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Thomas Wyatt's "They Flee from Me" is an enigmatic poem, written in the sixteenth century. The central metaphor is that of wild birds, which have occasionally fed from the speaker's hands. Now, the birds have flown. Because the metaphor of wild birds to describe the human spirit is a common one, it is relatively easy to understand that the narrator recounts an unrequited love with a woman who has a flighty heart. The overall tone of the poem is bitter, an emotion that grows progressively strong throughout the 21-line poem. The speaker recollects the brief relationship with a mixed sense of longing, confusion, and loneliness. However, "They Flee From Me" is not about one relationship, but many. The speaker describes a string of sexual encounters, which is why the titular pronoun is "they," and not "it" or "she." Because the poem progresses from dreamy reflection through sentimental longing, onto bitter sarcasm, it is clear that the speaker has been unlucky in love and therefore harbors misogynistic feelings.
Wyatt's poem uses a well-constructed rhyme scheme and a fairly even but not rigid rhythm. The rhyme scheme follows the general pattern of ABABBCC, followed by DEDEEFF and so on. There are three stanzas of seven lines each. Most of the lines contain ten syllables, but there is some variation in metric feet. The use of a consistent rhyme scheme and rhythmic pattern anchors the viewer's attention, and the musicality of the poem makes it catchy.
The three stanzas differ from one another, and follow a course that mirrors the relationship that is being described. The progression of the poem reflects the changes in the speaker's heart, and especially the changes in the relationship. The first stanza is the most wistful of all, as he recalls the relationship and his lover using the metaphor of the birds. Using natural imagery makes the relationship itself seem natural, and thus the poet manages to capture the reader's attention and garner sympathy with the narrator. Using long sentences, the poet creates a languishing first stanza that is also the most mysterious of the poem. It is not even immediately clear whether or not the man is speaking about birds. The biggest clue to the character of the "wild" creatures is that "sometime they put themselves in danger / To take bread at my hand," (lines 5-6). However, there are other animals that could be taking bread out of hand, such as a deer. Regardless of exactly what animal is being used in the metaphor, the overall concept is one of brief encounter with something wild. The speaker harbored hope that the wild creatures would become permanently tame: which is a clear metaphor for his wanting to tame a wild woman. The second and third stanzas show with utter certainty that the speaker has failed. "They Flee From Me" tells the story of how the relationship began, how it developed, and how it ended. The reader also learns of the impact the relationship had on the speaker, who seems bitter about love and romance.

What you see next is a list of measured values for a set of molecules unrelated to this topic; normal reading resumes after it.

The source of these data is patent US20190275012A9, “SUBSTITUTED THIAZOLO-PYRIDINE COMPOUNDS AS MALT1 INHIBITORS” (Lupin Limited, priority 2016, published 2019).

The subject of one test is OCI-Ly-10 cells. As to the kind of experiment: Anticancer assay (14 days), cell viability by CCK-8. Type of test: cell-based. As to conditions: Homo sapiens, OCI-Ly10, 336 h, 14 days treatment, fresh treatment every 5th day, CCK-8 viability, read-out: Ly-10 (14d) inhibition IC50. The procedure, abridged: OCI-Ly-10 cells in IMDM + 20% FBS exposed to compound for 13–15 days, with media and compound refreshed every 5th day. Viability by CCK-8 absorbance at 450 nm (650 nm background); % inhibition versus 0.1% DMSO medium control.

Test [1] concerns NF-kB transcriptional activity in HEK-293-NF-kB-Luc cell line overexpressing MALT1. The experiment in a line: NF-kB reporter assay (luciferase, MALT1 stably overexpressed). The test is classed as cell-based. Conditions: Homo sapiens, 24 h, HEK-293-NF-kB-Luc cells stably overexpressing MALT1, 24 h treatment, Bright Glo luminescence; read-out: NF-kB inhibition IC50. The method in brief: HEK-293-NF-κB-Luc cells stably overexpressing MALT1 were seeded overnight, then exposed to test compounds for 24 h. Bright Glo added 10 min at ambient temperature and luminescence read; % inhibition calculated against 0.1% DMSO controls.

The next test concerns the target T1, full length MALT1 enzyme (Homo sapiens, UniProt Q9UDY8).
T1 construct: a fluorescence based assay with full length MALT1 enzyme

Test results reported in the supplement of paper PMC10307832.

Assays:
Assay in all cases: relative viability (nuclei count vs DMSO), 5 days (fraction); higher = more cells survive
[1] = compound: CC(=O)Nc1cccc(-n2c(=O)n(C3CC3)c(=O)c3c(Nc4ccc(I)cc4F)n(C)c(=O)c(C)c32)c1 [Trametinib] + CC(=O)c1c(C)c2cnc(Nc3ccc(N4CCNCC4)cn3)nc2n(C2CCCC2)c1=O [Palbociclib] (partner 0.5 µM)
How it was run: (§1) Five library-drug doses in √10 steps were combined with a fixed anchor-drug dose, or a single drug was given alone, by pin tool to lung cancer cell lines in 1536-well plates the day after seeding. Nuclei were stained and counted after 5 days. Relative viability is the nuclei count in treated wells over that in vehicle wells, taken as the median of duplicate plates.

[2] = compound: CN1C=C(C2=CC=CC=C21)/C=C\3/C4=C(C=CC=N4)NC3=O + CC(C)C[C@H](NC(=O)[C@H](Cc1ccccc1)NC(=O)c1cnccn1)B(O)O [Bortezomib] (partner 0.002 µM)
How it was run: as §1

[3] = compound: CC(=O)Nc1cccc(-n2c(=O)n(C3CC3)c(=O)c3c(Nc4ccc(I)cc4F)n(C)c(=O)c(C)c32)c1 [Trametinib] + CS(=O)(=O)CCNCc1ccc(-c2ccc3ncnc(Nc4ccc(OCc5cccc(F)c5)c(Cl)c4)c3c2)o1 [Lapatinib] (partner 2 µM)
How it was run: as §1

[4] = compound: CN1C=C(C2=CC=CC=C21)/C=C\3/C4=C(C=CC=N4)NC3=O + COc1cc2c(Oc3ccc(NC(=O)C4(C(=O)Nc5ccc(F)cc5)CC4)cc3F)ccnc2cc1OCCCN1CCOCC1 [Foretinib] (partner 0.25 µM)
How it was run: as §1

The poem opens with the ambiguous pronoun "they." Who or what are they? More importantly, why does Wyatt choose to use a plural pronoun in a metaphor that ultimately defines his relationship with a woman? At this point in the poem, it becomes clear that Wyatt might not be speaking of his relationship with one woman but rather, of all women. If so, the bitterness inherent in "They Flee From Me" makes more sense. The speaker has been spurned not once, but repeatedly. The phrase "they flee from me" sounds like a self-pitying man bemoaning the fact that women run from him almost as soon as they get to know him. At the same time, the speaker seems to have a false confidence. He believes that the metaphorical creatures -- be they female people or birds -- were "stalking" him in his bedroom (line 2). The speaker also imagines the women were once "gentle tame and meek," which comes across as a sexist statement because the speaker obviously preferred the state of affairs before they changed to "range" (line 3; line 6). Diction, such as the phrase "busily seeking" is intriguing because the speaker has no suggestions as to what the women might be looking for; he only knows they are content with "continual change," (line 7).